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Dovecot IMAP server, Debian Linux and tcpd’s hosts.allow

March 17th, 2007 by Mark · No Comments

Running your own email server is great, but it must be secure against attacks from hackers and “script-kiddies”, idiots who scan networks looking for systems that advertise services and allow remote access. You can secure certain services on your linux-based machine, such as sshd and imapd using tcpd’s hosts.allow and hosts.deny functionality, to limit the number of hosts that can even get to a login prompt.

My main working machine runs Mac OS X. I also have a dedicated server running Debian Linux that handles all my email and ensures I can get Unix shell access from wherever I am. This server is secured against attack, and I have switched off all unnecessary services and use a dedicated hardware firewall to limit access. The only services I allow are ssh and imaps, on ports 22 and 443 respectively. After some time I noticed that my ssh server was under continual attack by hackers across the globe, who would port-scan a range of machines on different networks and then attempt to login via brute-force methods. To counter this, I began using special firewall rules to limit the frequency of connections, and finally to limit which machines could connect.

I now use tcpd and its hosts.allow hosts.deny functionality, to specify which computers are allowed to connect. I can specify large swathes of network addresses, and so, for example, ensure I can access my machine from anywhere on campus. Over time, I have extended this to include specific other machines and networks, mainly in the UK, from which hacker attack would be unlikely.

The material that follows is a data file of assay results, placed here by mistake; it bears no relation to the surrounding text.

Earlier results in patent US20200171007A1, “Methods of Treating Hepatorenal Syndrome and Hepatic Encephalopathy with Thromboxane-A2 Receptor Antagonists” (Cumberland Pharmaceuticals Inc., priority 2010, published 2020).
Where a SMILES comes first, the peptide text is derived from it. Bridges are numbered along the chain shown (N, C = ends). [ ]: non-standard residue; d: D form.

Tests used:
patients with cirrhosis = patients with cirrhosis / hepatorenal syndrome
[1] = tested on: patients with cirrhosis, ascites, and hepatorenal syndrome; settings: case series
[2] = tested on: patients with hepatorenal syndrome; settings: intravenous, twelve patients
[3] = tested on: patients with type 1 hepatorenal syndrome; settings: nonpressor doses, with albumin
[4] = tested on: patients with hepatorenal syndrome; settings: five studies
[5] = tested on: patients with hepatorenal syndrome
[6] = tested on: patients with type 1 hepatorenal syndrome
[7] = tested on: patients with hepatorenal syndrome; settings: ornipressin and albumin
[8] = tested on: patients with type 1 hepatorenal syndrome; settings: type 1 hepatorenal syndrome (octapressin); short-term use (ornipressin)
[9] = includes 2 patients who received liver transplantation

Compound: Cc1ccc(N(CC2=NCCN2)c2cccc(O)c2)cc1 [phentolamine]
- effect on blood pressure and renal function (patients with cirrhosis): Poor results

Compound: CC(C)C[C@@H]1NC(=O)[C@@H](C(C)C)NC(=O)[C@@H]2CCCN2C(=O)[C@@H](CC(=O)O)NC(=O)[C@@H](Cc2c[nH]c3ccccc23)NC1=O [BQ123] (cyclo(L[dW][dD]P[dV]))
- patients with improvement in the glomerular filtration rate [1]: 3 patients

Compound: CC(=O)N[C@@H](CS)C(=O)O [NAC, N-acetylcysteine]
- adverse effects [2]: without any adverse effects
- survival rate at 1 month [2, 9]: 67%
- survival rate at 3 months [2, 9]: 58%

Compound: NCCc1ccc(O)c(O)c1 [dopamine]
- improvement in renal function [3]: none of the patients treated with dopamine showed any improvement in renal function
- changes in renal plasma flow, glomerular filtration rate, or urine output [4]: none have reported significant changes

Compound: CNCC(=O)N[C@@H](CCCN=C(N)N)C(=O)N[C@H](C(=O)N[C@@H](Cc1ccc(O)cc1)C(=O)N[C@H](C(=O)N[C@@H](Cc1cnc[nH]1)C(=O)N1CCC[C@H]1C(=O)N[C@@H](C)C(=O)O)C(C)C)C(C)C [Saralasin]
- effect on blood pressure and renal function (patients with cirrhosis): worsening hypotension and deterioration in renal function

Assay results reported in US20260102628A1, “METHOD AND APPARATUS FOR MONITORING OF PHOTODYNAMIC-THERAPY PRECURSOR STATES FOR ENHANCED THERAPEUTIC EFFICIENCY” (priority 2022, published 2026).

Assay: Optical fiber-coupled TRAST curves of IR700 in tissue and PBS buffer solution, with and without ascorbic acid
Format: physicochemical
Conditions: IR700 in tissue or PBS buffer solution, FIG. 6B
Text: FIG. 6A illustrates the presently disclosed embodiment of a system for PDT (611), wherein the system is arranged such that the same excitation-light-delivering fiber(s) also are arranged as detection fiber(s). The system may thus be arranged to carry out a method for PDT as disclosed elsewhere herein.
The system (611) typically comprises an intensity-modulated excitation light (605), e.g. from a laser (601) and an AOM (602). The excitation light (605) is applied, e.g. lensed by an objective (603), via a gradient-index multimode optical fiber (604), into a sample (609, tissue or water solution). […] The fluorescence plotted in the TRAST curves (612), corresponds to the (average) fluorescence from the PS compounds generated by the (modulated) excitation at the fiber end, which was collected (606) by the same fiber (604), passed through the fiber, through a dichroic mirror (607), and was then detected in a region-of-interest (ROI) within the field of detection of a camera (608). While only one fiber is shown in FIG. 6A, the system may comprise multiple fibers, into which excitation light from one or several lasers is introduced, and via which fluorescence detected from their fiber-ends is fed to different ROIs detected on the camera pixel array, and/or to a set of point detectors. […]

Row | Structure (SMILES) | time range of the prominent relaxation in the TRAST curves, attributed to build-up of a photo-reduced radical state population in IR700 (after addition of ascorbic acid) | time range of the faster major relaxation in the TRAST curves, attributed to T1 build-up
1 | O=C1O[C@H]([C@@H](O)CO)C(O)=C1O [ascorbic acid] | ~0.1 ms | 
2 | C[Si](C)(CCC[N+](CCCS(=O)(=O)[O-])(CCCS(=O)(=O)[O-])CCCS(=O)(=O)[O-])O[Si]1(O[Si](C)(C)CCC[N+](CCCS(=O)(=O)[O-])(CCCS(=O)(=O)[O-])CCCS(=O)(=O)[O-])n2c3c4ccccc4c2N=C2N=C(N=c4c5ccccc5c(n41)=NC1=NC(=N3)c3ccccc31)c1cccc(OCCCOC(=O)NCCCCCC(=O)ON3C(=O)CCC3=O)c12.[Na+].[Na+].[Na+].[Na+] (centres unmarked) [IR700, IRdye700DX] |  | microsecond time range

I recently noticed that my IMAP server was not similarly protected. This is because my IMAP server of choice (dovecot), runs directly from init.d on server startup, rather than via inetd. Only services run via inetd are protected by the hosts.allow mechanism, so it is sensible to switch to this mechanism:

There are some brief instructions here.

  1. Stop the existing dovecot service.
    /etc/init.d/dovecot stop
  2. Stop dovecot running on normal startupRename /etc/rc2.d/S21dovecot to K21dovecot

    mv /etc/rc2.d/S21dovecot /etc/rc2.d/K21dovecot

  3. Add the following to /etc/inetd.conf:
    imap stream tcp nowait root /usr/sbin/tcpd /usr/lib/dovecot/imap-login
    imaps stream tcp nowait root /usr/sbin/tcpd /usr/lib/dovecot/imap-login --ssl
  4. Tell inetd about its updated configuration by sending it the HUP signal
    killall -1 inetd

    And you should find your system is protected!

Tags: Free · Linux · Open Source · Software

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